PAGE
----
You may be familiar with the research conducted by the “Tiny Town” team over the last year or so, which spotlights the challenges faced by America’s small rural towns and their sociodemographic patterns of change from 1980 – 2010. The interdisciplinary team includes Lori Hunter (Sociology), Myron Gutmann (History), Stefan Leyk (Geography), Dylan Connor (Geography, ASU/IBS Postdoc alum), Postdocs Cyrus Hester, Jeremiah Nieves, and Johannes Uhl, Sociology PhD student Catherine Talbot, and Taylor Jaworski (Economics).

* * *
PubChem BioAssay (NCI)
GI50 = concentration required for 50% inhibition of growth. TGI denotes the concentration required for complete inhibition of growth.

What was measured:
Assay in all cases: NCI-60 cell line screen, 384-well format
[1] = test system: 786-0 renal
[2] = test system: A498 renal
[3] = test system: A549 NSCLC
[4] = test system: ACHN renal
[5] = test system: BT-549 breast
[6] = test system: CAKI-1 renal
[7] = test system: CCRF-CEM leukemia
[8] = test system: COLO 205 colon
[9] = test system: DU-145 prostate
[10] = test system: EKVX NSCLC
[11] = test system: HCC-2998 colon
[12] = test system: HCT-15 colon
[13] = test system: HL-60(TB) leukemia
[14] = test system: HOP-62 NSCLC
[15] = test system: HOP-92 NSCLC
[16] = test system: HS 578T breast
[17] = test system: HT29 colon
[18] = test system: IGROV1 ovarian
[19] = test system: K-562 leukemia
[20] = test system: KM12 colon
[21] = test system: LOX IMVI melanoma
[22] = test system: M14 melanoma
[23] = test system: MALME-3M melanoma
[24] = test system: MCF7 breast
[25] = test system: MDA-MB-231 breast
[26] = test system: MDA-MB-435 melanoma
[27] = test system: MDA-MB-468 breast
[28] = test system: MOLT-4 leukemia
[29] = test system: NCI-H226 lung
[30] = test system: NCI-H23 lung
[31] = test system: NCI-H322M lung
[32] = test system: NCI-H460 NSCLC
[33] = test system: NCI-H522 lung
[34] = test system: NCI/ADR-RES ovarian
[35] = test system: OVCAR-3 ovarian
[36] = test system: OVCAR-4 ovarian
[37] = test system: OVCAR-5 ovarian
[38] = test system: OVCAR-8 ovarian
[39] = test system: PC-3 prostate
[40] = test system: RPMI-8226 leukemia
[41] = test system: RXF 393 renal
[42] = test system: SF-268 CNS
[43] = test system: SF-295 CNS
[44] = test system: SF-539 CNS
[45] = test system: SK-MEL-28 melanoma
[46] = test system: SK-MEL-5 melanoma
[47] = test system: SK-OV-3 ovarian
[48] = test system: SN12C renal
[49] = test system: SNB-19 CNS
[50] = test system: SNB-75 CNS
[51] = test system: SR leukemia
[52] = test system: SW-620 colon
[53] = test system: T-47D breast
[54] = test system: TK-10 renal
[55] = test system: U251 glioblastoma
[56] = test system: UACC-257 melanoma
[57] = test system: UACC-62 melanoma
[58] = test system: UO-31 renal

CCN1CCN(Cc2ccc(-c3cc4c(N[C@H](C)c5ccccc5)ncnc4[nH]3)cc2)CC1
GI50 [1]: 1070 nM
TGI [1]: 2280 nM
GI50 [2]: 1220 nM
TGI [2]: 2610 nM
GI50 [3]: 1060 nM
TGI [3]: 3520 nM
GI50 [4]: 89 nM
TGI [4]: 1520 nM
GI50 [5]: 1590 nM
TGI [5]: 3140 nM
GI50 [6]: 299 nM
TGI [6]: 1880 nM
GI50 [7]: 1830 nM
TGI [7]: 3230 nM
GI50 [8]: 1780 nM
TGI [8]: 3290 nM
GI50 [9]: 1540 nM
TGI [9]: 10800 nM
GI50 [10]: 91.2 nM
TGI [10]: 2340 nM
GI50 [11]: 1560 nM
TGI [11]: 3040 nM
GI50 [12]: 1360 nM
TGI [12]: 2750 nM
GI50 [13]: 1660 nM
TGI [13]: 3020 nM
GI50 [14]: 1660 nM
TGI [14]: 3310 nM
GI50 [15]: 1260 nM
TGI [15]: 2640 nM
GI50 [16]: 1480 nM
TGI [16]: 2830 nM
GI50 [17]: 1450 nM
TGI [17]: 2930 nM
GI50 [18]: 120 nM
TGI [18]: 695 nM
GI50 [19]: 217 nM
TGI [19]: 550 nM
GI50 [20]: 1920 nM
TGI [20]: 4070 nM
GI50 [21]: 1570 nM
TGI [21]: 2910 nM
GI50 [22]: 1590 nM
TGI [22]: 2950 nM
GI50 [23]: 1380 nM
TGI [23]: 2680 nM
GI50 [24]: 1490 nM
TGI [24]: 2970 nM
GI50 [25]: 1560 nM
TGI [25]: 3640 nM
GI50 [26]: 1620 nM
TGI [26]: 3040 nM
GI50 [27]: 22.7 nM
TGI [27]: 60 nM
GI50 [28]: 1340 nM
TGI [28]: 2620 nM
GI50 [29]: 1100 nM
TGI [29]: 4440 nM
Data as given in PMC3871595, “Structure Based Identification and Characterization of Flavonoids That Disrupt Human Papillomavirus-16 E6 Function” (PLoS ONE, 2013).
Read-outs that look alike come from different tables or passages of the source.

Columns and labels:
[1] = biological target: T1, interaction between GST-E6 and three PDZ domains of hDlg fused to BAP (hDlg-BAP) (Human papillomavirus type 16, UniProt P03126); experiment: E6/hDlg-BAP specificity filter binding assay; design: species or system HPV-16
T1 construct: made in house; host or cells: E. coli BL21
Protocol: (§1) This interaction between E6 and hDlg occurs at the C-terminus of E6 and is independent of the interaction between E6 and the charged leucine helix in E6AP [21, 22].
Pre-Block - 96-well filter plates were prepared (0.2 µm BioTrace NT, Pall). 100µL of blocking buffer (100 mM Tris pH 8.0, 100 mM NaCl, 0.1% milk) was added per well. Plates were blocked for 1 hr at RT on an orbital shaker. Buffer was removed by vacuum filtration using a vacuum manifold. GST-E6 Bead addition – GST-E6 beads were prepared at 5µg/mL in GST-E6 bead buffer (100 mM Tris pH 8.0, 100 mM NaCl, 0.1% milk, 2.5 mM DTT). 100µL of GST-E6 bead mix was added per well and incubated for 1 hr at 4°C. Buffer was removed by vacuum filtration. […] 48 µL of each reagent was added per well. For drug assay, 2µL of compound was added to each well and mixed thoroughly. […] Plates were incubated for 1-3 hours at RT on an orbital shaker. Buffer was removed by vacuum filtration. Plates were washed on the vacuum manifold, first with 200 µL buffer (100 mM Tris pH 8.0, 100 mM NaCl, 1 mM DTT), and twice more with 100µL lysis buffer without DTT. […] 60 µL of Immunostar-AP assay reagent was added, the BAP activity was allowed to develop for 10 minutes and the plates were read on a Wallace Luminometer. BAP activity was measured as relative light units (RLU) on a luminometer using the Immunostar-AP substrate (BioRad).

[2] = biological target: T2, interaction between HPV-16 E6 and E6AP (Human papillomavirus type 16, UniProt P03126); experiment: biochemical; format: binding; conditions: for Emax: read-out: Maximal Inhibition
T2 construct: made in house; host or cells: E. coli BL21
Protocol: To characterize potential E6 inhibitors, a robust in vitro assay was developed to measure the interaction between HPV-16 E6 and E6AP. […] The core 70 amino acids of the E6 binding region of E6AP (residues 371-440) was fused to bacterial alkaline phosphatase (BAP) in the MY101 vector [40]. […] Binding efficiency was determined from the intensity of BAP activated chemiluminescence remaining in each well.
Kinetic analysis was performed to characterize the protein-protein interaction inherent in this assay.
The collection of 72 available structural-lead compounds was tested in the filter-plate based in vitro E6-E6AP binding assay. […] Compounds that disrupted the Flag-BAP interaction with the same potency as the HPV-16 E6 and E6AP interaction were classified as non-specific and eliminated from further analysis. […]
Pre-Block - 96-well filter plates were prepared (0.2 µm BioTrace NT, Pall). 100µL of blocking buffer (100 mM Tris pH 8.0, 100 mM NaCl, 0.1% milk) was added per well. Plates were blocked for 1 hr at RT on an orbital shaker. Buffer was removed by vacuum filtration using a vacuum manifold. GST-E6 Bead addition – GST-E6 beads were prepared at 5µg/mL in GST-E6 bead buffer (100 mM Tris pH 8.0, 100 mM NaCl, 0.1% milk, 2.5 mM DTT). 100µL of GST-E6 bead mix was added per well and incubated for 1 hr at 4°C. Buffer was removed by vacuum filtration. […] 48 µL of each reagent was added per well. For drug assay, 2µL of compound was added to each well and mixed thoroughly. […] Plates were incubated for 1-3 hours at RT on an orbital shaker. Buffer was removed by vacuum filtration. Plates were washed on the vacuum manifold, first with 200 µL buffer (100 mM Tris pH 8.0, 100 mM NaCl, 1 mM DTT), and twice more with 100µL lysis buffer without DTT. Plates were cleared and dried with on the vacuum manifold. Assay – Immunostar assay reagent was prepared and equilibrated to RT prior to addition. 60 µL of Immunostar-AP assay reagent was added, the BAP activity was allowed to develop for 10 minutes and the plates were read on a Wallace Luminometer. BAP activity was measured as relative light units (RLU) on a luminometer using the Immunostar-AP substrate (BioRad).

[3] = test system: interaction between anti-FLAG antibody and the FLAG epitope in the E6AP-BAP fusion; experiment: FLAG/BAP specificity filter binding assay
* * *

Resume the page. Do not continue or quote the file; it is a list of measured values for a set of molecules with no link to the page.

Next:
The team’s first publication from the NICHD-funded project is available in Population Research and Policy Review. They examined distinctions between places in “community capitals” or the human, financial, physical, and social resources that shape community well-being. Results suggest little different in trends across small places regardless of metro proximity, but important distinctions in levels of “capitals”. For example, regardless of metro proximity, small town America has lower levels of human and financial capital than more urban places. Still, distinction also appears in that rural population growth has focused on high-amenity regions, bringing some increases in community capitals but potentially also exacerbating inequalities.